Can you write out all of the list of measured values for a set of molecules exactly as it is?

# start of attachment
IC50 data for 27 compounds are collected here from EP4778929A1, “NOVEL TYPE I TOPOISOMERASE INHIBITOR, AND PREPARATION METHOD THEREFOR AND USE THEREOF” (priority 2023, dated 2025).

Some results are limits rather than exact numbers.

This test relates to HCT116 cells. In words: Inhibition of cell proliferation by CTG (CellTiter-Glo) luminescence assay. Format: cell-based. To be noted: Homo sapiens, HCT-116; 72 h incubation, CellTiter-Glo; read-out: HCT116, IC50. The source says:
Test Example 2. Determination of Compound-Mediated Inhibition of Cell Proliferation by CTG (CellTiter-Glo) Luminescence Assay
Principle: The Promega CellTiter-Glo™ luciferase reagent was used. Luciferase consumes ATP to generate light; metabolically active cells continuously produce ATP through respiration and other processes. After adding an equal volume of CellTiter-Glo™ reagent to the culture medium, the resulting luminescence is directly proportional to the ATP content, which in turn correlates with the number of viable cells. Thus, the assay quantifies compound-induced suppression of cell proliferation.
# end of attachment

IC50 data for 27 compounds are collected here from EP4778929A1, “NOVEL TYPE I TOPOISOMERASE INHIBITOR, AND PREPARATION METHOD THEREFOR AND USE THEREOF” (priority 2023, dated 2025).

Some results are limits rather than exact numbers.

This test relates to HCT116 cells. In words: Inhibition of cell proliferation by CTG (CellTiter-Glo) luminescence assay. Format: cell-based. To be noted: Homo sapiens, HCT-116; 72 h incubation, CellTiter-Glo; read-out: HCT116, IC50. The source says:
Test Example 2. Determination of Compound-Mediated Inhibition of Cell Proliferation by CTG (CellTiter-Glo) Luminescence Assay
Principle: The Promega CellTiter-Glo™ luciferase reagent was used. Luciferase consumes ATP to generate light; metabolically active cells continuously produce ATP through respiration and other processes. After adding an equal volume of CellTiter-Glo™ reagent to the culture medium, the resulting luminescence is directly proportional to the ATP content, which in turn correlates with the number of viable cells. Thus, the assay quantifies compound-induced suppression of cell proliferation.